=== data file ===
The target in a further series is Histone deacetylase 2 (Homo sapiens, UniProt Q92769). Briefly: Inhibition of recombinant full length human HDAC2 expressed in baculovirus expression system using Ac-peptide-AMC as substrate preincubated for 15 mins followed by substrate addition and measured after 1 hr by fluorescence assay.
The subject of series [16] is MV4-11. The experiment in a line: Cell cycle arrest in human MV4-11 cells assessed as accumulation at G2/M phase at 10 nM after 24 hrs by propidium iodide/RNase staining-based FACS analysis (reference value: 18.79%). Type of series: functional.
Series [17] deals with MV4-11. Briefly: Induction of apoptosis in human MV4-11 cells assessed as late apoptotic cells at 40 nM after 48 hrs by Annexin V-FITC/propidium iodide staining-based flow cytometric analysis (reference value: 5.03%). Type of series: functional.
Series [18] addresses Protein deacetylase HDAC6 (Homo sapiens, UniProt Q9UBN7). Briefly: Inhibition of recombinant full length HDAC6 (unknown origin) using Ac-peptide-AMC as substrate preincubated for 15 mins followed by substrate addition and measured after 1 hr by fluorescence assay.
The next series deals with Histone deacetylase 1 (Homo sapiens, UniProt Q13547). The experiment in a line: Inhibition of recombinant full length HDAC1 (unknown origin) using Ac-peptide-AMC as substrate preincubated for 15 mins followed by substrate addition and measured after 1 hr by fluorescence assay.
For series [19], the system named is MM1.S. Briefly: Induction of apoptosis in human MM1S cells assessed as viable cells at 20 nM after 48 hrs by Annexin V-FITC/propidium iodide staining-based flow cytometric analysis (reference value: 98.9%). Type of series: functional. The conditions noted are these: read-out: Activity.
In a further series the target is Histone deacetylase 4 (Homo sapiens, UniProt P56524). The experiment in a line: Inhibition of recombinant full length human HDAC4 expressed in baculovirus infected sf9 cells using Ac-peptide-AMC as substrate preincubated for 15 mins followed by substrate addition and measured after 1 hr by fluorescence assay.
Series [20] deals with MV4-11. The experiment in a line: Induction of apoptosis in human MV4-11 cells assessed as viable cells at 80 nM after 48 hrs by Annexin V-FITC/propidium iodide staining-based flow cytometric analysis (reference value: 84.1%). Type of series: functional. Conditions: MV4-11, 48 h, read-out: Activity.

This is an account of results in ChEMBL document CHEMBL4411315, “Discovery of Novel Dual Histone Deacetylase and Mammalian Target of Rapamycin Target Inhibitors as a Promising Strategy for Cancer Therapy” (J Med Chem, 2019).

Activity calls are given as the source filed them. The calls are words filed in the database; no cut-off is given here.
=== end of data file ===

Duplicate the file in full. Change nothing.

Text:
The target in a further series is Histone deacetylase 2 (Homo sapiens, UniProt Q92769). Briefly: Inhibition of recombinant full length human HDAC2 expressed in baculovirus expression system using Ac-peptide-AMC as substrate preincubated for 15 mins followed by substrate addition and measured after 1 hr by fluorescence assay.
The subject of series [16] is MV4-11. The experiment in a line: Cell cycle arrest in human MV4-11 cells assessed as accumulation at G2/M phase at 10 nM after 24 hrs by propidium iodide/RNase staining-based FACS analysis (reference value: 18.79%). Type of series: functional.
Series [17] deals with MV4-11. Briefly: Induction of apoptosis in human MV4-11 cells assessed as late apoptotic cells at 40 nM after 48 hrs by Annexin V-FITC/propidium iodide staining-based flow cytometric analysis (reference value: 5.03%). Type of series: functional.
Series [18] addresses Protein deacetylase HDAC6 (Homo sapiens, UniProt Q9UBN7). Briefly: Inhibition of recombinant full length HDAC6 (unknown origin) using Ac-peptide-AMC as substrate preincubated for 15 mins followed by substrate addition and measured after 1 hr by fluorescence assay.
The next series deals with Histone deacetylase 1 (Homo sapiens, UniProt Q13547). The experiment in a line: Inhibition of recombinant full length HDAC1 (unknown origin) using Ac-peptide-AMC as substrate preincubated for 15 mins followed by substrate addition and measured after 1 hr by fluorescence assay.
For series [19], the system named is MM1.S. Briefly: Induction of apoptosis in human MM1S cells assessed as viable cells at 20 nM after 48 hrs by Annexin V-FITC/propidium iodide staining-based flow cytometric analysis (reference value: 98.9%). Type of series: functional. The conditions noted are these: read-out: Activity.
In a further series the target is Histone deacetylase 4 (Homo sapiens, UniProt P56524). The experiment in a line: Inhibition of recombinant full length human HDAC4 expressed in baculovirus infected sf9 cells using Ac-peptide-AMC as substrate preincubated for 15 mins followed by substrate addition and measured after 1 hr by fluorescence assay.
Series [20] deals with MV4-11. The experiment in a line: Induction of apoptosis in human MV4-11 cells assessed as viable cells at 80 nM after 48 hrs by Annexin V-FITC/propidium iodide staining-based flow cytometric analysis (reference value: 84.1%). Type of series: functional. Conditions: MV4-11, 48 h, read-out: Activity.

This is an account of results in ChEMBL document CHEMBL4411315, “Discovery of Novel Dual Histone Deacetylase and Mammalian Target of Rapamycin Target Inhibitors as a Promising Strategy for Cancer Therapy” (J Med Chem, 2019).

Activity calls are given as the source filed them. The calls are words filed in the database; no cut-off is given here.